The mystery of the matching miss-matched App versions

Over the past few years there has been an occasional, but persistent, problem during the FTC Inspection process, whereby the Self-Inspect screens have indicated a version mismatch, but when checked, the Driver Station and Robot Controller apps DO display the same version (e.g. 8.0)

Thanks to some teams at the FTC World Championship providing us access to their code, the cause for this problem has finally been identified. It turns out that the mismatch was in fact real, but the individual RC App version display was incorrect.

This problem was caused by a third-party library which had a different compiled-in SDK version.
For example, the team’s project was built with 8.0 SDK code, but the team has also incorporated a math library that included 8.1.1 SDK code.

This caused two different versions to be present in the Robot Controller. But Android had silently “solved” this problem by “deciding” to use the latest 8.1.1 version. This was unexpected.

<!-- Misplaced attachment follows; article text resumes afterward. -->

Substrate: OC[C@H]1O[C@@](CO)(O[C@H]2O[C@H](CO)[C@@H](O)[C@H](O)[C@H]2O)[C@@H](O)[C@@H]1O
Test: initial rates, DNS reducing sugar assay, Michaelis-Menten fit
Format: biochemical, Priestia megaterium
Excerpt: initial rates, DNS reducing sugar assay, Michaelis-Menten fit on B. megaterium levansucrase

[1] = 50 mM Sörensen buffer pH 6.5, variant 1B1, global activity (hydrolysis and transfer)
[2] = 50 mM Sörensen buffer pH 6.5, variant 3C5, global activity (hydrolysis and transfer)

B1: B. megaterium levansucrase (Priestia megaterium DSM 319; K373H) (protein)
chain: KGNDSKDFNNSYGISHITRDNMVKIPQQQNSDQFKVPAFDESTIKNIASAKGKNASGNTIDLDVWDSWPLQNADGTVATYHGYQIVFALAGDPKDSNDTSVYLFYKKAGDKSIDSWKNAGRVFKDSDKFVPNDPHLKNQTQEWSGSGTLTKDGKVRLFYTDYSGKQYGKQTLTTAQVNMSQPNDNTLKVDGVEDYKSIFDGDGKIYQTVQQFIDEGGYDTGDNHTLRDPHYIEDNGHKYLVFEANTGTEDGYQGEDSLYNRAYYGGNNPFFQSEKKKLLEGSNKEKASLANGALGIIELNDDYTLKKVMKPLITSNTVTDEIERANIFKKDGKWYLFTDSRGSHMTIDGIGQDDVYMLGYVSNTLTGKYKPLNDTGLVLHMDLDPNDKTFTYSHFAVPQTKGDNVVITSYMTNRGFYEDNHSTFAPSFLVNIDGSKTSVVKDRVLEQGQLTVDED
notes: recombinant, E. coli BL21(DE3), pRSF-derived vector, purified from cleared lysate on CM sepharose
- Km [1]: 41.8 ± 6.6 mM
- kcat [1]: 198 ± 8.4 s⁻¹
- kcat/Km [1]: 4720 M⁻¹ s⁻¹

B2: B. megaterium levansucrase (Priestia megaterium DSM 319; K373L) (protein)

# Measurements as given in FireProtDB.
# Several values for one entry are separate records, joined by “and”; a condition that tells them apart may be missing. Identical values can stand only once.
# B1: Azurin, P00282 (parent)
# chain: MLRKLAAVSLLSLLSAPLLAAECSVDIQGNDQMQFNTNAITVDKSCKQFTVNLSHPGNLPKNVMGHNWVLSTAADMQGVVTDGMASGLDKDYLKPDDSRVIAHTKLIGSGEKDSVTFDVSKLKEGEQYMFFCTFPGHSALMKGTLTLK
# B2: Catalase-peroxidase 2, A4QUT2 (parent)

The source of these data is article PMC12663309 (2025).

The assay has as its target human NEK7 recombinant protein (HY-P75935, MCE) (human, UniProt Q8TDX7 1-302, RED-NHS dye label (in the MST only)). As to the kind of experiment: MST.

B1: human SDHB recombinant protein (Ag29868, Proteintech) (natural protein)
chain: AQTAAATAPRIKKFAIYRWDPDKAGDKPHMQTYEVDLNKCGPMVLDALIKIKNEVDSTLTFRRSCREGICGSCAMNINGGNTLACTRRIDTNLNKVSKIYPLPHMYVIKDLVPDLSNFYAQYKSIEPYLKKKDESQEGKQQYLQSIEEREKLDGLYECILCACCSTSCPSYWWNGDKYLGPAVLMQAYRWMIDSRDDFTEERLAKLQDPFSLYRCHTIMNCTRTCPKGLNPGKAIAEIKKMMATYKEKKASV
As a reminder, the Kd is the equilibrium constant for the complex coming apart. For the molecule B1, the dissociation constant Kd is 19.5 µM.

Once this double version problem was identified, we realized that specific inspection problem occurred because our inspection code was checking the corrects versions, but was displaying the “intended” RC version, not the one that Android was actually using.

Anyway, this problem will be corrected in the next release, and the Inspection screens will show the App version code that Android is actually running.

The upshot of this is that teams using third party libraries will need to verify that those libraries don’t include miss-matching SDK elements built into them, as these may cause inspection to fail or worse, unexpected code errors. The bottom line is that if inspection says there is a mismatch, there is one!

Ultimately, third-party libraries should be designed to use the SDK elements that are included as part of the team’s project, rather than having them compiled into the library. A better technical description of how this should be done will follow later.


I’m glad this mystery has finally been revealed.